Besides this, if you are obviously a Christian where you live and work then you know what it is to be persecuted for the sake of Christ. For Christ says that all that follow Him will be persecuted. What a welcome relief it is when studying or working with and living among unbelievers, we can also come back to our own families and to the family of God where those who fear the Lord are welcomed, and encouraged and supported. There we find shelter from the storm.

It is interesting, though it is not, that even among his own people Jacob was cheated, misused and dealt with unfairly? Interesting is it not also, that though we can and should and to retreat to the assembly of God’s people for encouragement and support, that even there sin exists, even there many shortcomings are to be found?

Ultimately, then, Jacob could not retreat to the Church as his final hope, but the providence and provision of God. He had to break away from all other supporters and protectors and make the long trip and live as a sojourner in a foreign land. He had to learn to let go and let God. He had to learn to put aside his self-willed tendencies and trust the Lord to provide Him refuge from the storm.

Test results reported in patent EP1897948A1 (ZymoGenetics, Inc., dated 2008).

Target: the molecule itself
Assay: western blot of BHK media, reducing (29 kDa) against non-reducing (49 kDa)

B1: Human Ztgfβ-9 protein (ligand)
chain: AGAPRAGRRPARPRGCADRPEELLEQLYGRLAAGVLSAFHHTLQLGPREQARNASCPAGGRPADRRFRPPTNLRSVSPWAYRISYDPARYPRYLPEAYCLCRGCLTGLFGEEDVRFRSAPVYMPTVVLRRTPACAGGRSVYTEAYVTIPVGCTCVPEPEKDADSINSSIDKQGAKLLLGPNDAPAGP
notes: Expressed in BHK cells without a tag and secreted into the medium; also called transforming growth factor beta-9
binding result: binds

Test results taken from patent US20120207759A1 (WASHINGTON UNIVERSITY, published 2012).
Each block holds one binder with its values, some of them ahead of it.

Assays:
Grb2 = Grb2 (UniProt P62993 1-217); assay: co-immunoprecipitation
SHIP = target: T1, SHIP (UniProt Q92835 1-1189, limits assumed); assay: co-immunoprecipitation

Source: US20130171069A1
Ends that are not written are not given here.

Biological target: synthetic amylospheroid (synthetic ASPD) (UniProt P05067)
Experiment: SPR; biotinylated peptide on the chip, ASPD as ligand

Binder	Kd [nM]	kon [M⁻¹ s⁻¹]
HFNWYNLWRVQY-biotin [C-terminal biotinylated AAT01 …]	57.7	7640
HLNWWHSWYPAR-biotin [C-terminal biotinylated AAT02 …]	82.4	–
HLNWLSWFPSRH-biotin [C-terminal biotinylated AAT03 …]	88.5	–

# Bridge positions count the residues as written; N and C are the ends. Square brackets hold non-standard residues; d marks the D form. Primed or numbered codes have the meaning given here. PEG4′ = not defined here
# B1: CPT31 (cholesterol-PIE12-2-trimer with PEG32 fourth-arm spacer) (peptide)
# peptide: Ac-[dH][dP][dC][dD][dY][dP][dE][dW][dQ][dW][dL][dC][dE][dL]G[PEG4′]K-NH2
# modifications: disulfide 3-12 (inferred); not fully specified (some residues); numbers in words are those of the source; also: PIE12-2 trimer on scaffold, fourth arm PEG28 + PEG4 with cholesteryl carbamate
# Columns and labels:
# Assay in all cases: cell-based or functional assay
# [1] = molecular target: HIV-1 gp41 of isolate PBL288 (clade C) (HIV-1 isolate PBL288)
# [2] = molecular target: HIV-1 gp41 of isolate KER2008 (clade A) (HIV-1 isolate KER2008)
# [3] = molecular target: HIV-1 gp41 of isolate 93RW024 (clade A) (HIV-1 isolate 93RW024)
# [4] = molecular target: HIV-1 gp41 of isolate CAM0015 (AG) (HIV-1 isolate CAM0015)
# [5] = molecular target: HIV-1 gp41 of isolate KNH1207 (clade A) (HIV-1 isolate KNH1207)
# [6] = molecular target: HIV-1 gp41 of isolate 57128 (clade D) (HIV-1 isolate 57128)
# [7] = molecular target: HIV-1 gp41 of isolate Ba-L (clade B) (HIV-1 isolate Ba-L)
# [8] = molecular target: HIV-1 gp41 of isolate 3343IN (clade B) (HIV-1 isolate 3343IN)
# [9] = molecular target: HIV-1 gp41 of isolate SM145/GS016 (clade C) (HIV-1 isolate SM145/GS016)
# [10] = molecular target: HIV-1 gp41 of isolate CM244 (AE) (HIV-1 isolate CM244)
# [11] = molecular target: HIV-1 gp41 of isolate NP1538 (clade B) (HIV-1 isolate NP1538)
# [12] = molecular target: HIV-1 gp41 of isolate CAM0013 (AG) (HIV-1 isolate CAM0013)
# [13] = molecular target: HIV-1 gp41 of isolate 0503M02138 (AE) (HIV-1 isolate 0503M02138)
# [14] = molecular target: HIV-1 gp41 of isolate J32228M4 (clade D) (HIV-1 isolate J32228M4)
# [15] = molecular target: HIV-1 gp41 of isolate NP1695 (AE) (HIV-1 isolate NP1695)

And so do we. We cannot look to the Church as our final source of security and acceptance. We cannot retreat only to other people. We must turn to God who is our refuge, to our Lord Jesus Christ. It is ultimately in prayer and in Scripture and in day in and day out fellowship with our risen Savior that we find refuge. There we can bring our problems and sorrows. To Him we can open our hearts completely, never fearing that our confidence will be betrayed. In Christ we find unconditional acceptance. In Christ we find free and full forgiveness. In Christ we find a source of life offered to those whose lives seem at times to be threatened or hopeless. In Christ we find strength and encouragement and life, life that lasts not only to the end of our days on this earth but for all eternity. It is to Christ that we must flee and only to Christ that we can flee to safe haven from the world’s hatred. Let us go to Him. Let us rest in Him. Let us rejoice in Him. Amen.